Write don’t type: writing by hand engages more of your brain than typing does. Although it isn’t practical to write everything (especially at work), try writing when you make notes or lists rather than using your phone.
Meditation: people who meditate are proven to show fewer signs of mental decay than those who don’t.
Laugh: watch more comedy, joke with friends and take time each day to do something that makes you laugh. The release of dopamine is a key component in memory, focus, and attention.
Write a gratitude list: stress is a major factor in brain decay, writing a gratitude list switches off some of the stress in your brain as you can take stock of the wonderful things you have in your life.
Teach: teaching challenges you to learn new things and the act of passing on that information boosts yours brain’s energy and activity.
Listen to music: classical music is shown scientifically to me the best form of music to get the neurons firing in your head.
Close your eyes: try do simple activities such as eating or dressing with your eyes shut. You will be challenging your brain to focus on its other senses to guide you which boosts brain power.
Take up a new hobby: new hobbies are the ultimate form of neurobics! They challenge you to learn new things, talk to new people and test your mental faculties to the max.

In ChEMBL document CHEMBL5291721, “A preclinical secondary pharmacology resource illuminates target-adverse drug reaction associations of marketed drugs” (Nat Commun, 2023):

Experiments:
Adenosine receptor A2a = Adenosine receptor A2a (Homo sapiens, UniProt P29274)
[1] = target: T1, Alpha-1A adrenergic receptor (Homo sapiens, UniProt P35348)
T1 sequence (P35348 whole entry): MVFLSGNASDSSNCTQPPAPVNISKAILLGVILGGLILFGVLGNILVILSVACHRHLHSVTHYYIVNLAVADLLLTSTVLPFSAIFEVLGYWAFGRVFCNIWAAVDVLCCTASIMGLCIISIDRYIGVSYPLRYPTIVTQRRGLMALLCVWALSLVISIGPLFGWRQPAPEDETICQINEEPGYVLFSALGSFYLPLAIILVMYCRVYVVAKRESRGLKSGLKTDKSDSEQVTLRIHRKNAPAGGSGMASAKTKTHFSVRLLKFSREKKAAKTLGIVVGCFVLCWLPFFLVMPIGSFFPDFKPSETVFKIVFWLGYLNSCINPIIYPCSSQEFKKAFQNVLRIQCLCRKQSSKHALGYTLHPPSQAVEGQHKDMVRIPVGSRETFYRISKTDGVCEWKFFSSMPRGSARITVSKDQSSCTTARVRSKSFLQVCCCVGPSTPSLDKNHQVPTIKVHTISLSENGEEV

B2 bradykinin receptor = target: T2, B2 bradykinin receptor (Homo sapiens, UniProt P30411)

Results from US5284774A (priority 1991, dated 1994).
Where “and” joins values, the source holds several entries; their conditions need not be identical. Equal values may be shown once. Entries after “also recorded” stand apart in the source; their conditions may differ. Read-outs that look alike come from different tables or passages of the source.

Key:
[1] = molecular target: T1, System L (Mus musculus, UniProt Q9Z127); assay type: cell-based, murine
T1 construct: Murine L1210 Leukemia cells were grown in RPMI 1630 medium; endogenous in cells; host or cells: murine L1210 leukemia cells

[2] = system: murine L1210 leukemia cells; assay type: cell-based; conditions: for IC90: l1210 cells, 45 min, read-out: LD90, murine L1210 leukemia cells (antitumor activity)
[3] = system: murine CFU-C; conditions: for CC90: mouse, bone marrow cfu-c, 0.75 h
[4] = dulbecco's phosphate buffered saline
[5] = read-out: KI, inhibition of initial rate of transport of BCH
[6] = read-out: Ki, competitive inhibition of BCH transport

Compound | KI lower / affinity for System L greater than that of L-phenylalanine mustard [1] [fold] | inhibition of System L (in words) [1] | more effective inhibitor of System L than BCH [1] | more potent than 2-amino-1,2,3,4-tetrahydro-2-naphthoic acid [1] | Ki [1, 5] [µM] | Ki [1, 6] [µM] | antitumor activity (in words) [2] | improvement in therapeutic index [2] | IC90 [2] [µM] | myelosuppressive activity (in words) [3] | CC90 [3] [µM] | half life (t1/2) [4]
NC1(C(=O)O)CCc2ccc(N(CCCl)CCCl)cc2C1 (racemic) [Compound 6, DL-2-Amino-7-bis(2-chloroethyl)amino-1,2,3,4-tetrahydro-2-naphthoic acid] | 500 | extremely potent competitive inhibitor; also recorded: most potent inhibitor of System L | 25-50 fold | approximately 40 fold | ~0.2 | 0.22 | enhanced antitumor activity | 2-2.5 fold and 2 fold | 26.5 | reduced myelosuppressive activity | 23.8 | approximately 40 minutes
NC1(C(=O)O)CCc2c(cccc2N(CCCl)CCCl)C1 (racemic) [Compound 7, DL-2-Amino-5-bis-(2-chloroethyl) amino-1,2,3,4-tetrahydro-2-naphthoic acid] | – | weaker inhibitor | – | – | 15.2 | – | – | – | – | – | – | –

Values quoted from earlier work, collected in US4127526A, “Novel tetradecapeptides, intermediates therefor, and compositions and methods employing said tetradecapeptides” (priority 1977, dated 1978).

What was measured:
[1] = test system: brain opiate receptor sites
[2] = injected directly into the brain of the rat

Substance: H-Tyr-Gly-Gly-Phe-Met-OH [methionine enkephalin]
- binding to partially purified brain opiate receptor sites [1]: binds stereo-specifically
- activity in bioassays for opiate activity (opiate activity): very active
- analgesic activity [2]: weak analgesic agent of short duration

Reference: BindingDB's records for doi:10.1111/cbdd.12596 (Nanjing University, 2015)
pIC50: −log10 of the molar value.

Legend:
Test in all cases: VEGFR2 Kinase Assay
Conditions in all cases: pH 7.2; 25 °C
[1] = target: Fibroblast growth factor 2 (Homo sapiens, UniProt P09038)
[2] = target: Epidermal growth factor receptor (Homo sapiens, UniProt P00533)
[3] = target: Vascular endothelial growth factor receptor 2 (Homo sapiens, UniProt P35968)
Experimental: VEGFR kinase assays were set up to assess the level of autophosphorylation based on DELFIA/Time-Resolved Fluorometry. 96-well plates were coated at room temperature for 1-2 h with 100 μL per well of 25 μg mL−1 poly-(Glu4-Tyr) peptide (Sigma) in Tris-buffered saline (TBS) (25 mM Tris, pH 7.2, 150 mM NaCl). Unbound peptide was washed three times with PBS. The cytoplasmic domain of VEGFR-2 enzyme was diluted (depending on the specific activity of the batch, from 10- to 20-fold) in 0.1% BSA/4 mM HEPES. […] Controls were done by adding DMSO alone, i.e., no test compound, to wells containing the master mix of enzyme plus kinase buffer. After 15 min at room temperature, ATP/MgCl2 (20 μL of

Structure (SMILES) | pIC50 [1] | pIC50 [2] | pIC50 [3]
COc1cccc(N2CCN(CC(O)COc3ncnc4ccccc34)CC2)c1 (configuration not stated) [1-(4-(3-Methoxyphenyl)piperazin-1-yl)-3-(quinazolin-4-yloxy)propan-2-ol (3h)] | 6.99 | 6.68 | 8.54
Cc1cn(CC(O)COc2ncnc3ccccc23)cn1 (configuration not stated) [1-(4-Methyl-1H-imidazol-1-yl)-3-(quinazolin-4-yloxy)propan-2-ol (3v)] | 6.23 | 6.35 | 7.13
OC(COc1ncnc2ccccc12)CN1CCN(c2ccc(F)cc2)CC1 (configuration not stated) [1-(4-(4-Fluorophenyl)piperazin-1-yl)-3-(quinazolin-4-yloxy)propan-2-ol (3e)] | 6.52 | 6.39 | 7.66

Rearrange your house: moving around furniture not only freshens up your living space, it also forces your brain to readjust its spatial expectations.
Explore somewhere new: exploring a new place takes your mind out of its comfort zone and stimulates each part of your brain as you try to make sense of new sights, sounds and sensations.
Learn another language: adding another language to your repertoire enhances your long and short term memory exponentially.
Play sports: sport challenges your brain to communicate with others, releases endorphins and improves your problem-solving skills. So throw on a jersey and get out there!
Protecting your brain as you get older is an absolute necessity and your neurobic workout should begin now! Neurobics are a proven way of improving your mental faculties in the short and long term. Taking the time now to understand and improve your brain could be the key to preventing Alzheimer’s and dementia in the future.